Monday, March 5, 2012

Remembering Ralph McQuarrie

On March 3rd, Star Wars conceptual artist Ralph McQuarrie passed away at age 82. 

Born in Gary, Indiana on 13 June 1929, McQuarrie would move to California in the 1960s where he would find work as a technical artist for Boeing. Soon, after transitioning into Hollywood work, he met a young filmmaker named George Lucas who asked him to take the ideas of his nascent space opera and put them onto canvass. From there, this art became the costumes, props and stop motion models of the original Star Wars trilogy, one of the most captivating and successful film series of all time. 

McQuarrie conceptual art for The Empire Strikes Back
In many respects, I owe a great deal to the partnership of McQuarrie and Lucas. In the early 1990s, I had given up on the superhero genre. It may have been because of the gimmickry and market saturation of that era, but not wanting to give up on comics entirely (and prompted by Timothy Zahn's Heir to the Empire novel) I turned to Dark Horse's Dark Empire comic series. From there I couldn't get a enough of Star Wars and after re-watching the films and reading the comics and novels, my imagination was once again captured by the majesty and grandiosity of that far away galaxy.

Then, in 1995, I was diagnosed with cancer and my entire world was turned upside down. Because the chemotherapy was so potent I was unable to read books -- which meant television and comics were all I could do to entertain myself when not sleeping or getting chemo. Because of this, the Star Wars galaxy became the escapist fare I needed while undergoing treatments and this entertainment was in large part due to the creative genius of Ralph McQuarrie. Thank you, Ralph.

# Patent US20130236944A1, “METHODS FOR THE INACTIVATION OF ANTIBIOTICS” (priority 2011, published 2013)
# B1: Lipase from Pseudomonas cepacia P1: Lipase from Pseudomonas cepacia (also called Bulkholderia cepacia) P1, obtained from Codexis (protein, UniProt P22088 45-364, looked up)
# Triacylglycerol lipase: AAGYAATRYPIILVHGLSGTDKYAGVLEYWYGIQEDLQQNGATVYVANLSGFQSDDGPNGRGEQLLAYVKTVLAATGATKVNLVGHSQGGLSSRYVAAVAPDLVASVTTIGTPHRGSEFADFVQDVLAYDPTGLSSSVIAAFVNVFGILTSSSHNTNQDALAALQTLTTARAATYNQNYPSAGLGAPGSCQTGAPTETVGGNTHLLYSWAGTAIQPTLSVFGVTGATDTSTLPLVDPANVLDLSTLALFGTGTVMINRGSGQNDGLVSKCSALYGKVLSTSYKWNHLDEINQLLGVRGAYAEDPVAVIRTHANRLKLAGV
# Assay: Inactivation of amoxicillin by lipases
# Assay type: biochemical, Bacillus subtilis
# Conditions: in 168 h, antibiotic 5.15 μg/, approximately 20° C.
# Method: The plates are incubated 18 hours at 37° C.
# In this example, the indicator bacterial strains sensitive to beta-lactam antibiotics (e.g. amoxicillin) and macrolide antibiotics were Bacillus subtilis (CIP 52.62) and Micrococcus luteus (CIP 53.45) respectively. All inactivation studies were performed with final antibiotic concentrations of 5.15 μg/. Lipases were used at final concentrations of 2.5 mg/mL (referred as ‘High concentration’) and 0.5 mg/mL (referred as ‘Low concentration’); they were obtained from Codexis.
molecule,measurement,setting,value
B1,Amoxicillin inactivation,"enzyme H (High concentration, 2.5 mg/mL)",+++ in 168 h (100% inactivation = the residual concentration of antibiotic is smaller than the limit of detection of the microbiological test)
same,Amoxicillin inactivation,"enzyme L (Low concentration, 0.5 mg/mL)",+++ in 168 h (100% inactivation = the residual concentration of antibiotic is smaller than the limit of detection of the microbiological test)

Cover of the book Splinter of the Mind's Eye by Alan Dean Foster. This story was originally intended to be the low budget Star Wars sequel if the first movie was unsuccessful.  
If you'd like to see some of this man's fantastic art, I've linked to two websites below. I'm also sure there are plenty of comic book artists who owe a debt of gratitude to Ralph McQuarrie too, so if you'd like to share a story please leave a comment in the comments section. If not, enjoy the artwork from the Star Wars and McQuarrie personal websites and I hope to speak with you again soon.


  1. this guy's work really brings back some memories from my child hood. i remember first seeing his work on those Empire Strikes Back trading cards in the early eighties.

  2. Thanks for the comment, David. Hope things are well.

    1. i can't tell if your following what's going on out there since i never see you leave comments any where but in the last couple of days there's practically been an explosion of rare 80s published ROM art. plus i'll be posting in a couple of days some new found ROM/Galactus fan art that's absolutely bad ass.

    2. David: I haven't really been following - been busy with work, etc. But I'll have a look. Thanks for the notice!